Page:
Of all the NGO visits I have done till date, my visit to TRDC has by far been the most unique. A good five-hour drive from Bangalore, TRDC works in 61 villages in the district of Haveri. Wikipedia will tell you that by road, Haveri is about 340 km from Bangalore on the NH-4 towards Mumbai. It also reveals that the name Haveri is derived from the Kannada words havu and keri, which means place of snakes. So if you’re the adventurous kind like me, you can image how excited I was for the trip down.
But what a Google/Wikipedia-search won’t tell you is that a large percentage (60% according to TRDC) of farmers in Haveri are landless labourers. Infact, the term “Haveri landless labourers” is almost a Googlewhack – it throws up just three results! That too totally unrelated to what the situation on the ground is. But spend a day (or three as I did) with Mr. Anil Abbi from TRDC and you’ll learn all about their situation. You’ll also learn that the incidences of child labour in the district are also very high. Child labourers are primarily used here for “cross pollination,” a process which only the delicate touch and hands of children can do successfully. So, this is what prompted him to start working for farmers and their children in the district – which he does through TRDC.
And incase you’re wondering (as I was before I met him) what his affiliation with the area was – he was born and brought up (till class 10) in Haveri himself. We also happened to drive past his parents house while moving from site to site, during our three days here. So the desire to give back is truly to his roots
Given this background, it should come as no surprise then that TRDC does a whole bunch of activities to help in the improvement of the area, as a whole. So from education to employment to climate change to child labour and vocational training, activities are conducted that will help improve the lot of the people in any way possible. Says Dr. Anil Abbi, “We need to prevent migration. Migration happens when the conditions in the village are difficult. And it’s just as difficult, if not more, for these people, when they get to the city. So, by improving the village conditions, we can give them a decent standard of life here itself.” TRDC’s uniqueness is the integrated approach they take to community development. No matter what the activity, they encourage all sections of community to participate in development programmes; and put in extra efforts to include women.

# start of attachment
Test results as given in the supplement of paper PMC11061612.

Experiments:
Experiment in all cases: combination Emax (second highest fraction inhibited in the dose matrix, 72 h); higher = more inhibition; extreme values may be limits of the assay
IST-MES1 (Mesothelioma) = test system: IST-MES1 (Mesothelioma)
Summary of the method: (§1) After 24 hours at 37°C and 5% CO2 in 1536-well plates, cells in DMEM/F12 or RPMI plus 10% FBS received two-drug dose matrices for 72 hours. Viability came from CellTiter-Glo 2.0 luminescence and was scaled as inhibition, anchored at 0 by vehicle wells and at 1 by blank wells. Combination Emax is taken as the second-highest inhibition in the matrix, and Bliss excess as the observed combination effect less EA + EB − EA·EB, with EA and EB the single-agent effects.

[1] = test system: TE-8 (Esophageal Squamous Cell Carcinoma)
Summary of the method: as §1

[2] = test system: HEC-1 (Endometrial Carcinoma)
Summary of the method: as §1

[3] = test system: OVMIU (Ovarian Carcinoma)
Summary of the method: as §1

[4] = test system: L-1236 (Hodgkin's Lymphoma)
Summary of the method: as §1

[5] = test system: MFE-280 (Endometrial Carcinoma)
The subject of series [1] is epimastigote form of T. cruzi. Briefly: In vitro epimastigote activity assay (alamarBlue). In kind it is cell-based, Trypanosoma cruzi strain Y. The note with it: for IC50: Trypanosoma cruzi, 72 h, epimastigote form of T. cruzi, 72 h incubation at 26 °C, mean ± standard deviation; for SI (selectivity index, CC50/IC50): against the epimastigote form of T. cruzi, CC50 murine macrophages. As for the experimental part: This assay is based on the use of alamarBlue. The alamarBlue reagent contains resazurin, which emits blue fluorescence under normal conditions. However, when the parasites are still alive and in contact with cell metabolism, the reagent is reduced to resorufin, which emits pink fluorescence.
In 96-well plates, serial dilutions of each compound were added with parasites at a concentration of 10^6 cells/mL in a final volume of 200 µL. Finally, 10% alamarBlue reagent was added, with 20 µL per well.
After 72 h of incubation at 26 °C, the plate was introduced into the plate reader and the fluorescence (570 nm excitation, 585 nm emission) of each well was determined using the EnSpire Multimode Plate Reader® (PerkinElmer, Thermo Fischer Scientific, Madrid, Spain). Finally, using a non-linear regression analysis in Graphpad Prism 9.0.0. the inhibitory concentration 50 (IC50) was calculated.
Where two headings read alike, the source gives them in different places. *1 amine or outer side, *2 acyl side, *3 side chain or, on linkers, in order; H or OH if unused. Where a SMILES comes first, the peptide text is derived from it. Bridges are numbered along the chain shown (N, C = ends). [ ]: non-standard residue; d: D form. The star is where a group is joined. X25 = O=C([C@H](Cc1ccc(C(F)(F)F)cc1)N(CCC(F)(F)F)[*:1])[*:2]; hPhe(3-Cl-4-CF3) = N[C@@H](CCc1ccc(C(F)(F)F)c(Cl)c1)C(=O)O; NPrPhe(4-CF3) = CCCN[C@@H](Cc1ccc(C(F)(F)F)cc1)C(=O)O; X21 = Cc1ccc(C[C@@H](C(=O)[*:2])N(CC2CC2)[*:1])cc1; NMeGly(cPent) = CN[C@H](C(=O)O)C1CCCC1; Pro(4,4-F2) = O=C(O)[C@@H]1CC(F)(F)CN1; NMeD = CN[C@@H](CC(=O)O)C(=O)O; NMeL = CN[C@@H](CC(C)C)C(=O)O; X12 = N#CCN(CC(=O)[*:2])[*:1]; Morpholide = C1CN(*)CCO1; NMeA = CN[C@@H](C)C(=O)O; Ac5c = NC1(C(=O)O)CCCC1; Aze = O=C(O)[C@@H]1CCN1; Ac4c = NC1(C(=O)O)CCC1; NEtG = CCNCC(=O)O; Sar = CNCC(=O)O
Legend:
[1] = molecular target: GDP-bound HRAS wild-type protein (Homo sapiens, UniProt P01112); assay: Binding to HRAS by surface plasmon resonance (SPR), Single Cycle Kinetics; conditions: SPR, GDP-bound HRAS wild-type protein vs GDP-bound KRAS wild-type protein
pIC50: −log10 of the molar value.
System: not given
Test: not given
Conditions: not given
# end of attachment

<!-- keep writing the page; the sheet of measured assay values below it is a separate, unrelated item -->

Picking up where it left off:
Our first stop (not counting our stop at Kamath’s on the highway for a piping hot breakfast of Uttampams and Dosas) was at their remedial education center at Ranibennur. As the school year was soon to start, girls had been called in (along with a parent/guardian) to collect their school supplies for the year. This included textbooks, notebooks, stationary and a windcheater. On the face of it, this seems like a rather trivial gesture – but the implications are massive. These girls hail from families that live under/close to the poverty line. Education is not a priority for them. Their parents are also unable to comprehend the benefits of the same. So, their families could very easily pull them out of school for any petty reason. These supplies thus act as a great motivator for families to continue sending their girls to school. Infact, that’s the same reason TRDC runs remedial education centers – and not schools themselves. Remedial Education centers work specifically with children who have been identified as academically weak by their teachers. They come to the center every evening after school (4pm-7pm) and get extra help to improve upon their language and Math skills. This effort not only helps reduce school dropout rates but also fortifies the current government school setup in the villages and sends across the message to villagers’ that education is a good and achievable thing to do. It drastically cuts down costs too (for TRDC)!
We also learnt that the structure of remedial education had become very structured, over the years. There’s weekly lesson plans drawn out for the students, tests given at regular intervals to see how the children are improving and a novel “minimum learning level” set that adjudges if students are meeting this minimum learning standard. These processes are adhered to religiously with regular reports being sent to Mr. Anil Abbi himself.